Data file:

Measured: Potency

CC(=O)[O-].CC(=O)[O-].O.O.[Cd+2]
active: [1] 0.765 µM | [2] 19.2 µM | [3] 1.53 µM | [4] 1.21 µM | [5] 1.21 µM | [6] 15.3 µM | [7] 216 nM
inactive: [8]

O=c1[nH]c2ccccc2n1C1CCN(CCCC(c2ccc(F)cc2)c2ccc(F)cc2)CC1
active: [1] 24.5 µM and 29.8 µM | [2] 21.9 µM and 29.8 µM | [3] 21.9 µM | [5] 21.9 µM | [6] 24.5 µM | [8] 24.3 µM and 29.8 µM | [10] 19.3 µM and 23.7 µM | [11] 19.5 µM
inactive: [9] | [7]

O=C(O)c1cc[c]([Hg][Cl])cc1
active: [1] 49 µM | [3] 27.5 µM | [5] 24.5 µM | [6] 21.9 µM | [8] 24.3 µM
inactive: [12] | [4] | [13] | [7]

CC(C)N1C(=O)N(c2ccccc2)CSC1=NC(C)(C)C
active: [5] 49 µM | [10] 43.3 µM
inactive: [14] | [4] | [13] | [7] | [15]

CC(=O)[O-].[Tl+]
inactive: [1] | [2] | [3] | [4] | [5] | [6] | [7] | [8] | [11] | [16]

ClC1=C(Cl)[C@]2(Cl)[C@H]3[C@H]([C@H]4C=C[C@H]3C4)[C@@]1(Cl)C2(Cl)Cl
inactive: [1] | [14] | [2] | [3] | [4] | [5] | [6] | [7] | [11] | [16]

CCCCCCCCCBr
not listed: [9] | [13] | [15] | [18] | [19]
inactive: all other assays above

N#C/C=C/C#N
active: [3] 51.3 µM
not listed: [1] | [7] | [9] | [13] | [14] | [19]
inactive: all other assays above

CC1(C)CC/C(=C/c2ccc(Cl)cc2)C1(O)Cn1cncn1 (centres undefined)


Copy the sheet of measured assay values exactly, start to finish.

Measured: Potency

CC(=O)[O-].CC(=O)[O-].O.O.[Cd+2]
active: [1] 0.765 µM | [2] 19.2 µM | [3] 1.53 µM | [4] 1.21 µM | [5] 1.21 µM | [6] 15.3 µM | [7] 216 nM
inactive: [8]

O=c1[nH]c2ccccc2n1C1CCN(CCCC(c2ccc(F)cc2)c2ccc(F)cc2)CC1
active: [1] 24.5 µM and 29.8 µM | [2] 21.9 µM and 29.8 µM | [3] 21.9 µM | [5] 21.9 µM | [6] 24.5 µM | [8] 24.3 µM and 29.8 µM | [10] 19.3 µM and 23.7 µM | [11] 19.5 µM
inactive: [9] | [7]

O=C(O)c1cc[c]([Hg][Cl])cc1
active: [1] 49 µM | [3] 27.5 µM | [5] 24.5 µM | [6] 21.9 µM | [8] 24.3 µM
inactive: [12] | [4] | [13] | [7]

CC(C)N1C(=O)N(c2ccccc2)CSC1=NC(C)(C)C
active: [5] 49 µM | [10] 43.3 µM
inactive: [14] | [4] | [13] | [7] | [15]

CC(=O)[O-].[Tl+]
inactive: [1] | [2] | [3] | [4] | [5] | [6] | [7] | [8] | [11] | [16]

ClC1=C(Cl)[C@]2(Cl)[C@H]3[C@H]([C@H]4C=C[C@H]3C4)[C@@]1(Cl)C2(Cl)Cl
inactive: [1] | [14] | [2] | [3] | [4] | [5] | [6] | [7] | [11] | [16]

CCCCCCCCCBr
not listed: [9] | [13] | [15] | [18] | [19]
inactive: all other assays above

N#C/C=C/C#N
active: [3] 51.3 µM
not listed: [1] | [7] | [9] | [13] | [14] | [19]
inactive: all other assays above

CC1(C)CC/C(=C/c2ccc(Cl)cc2)C1(O)Cn1cncn1 (centres undefined)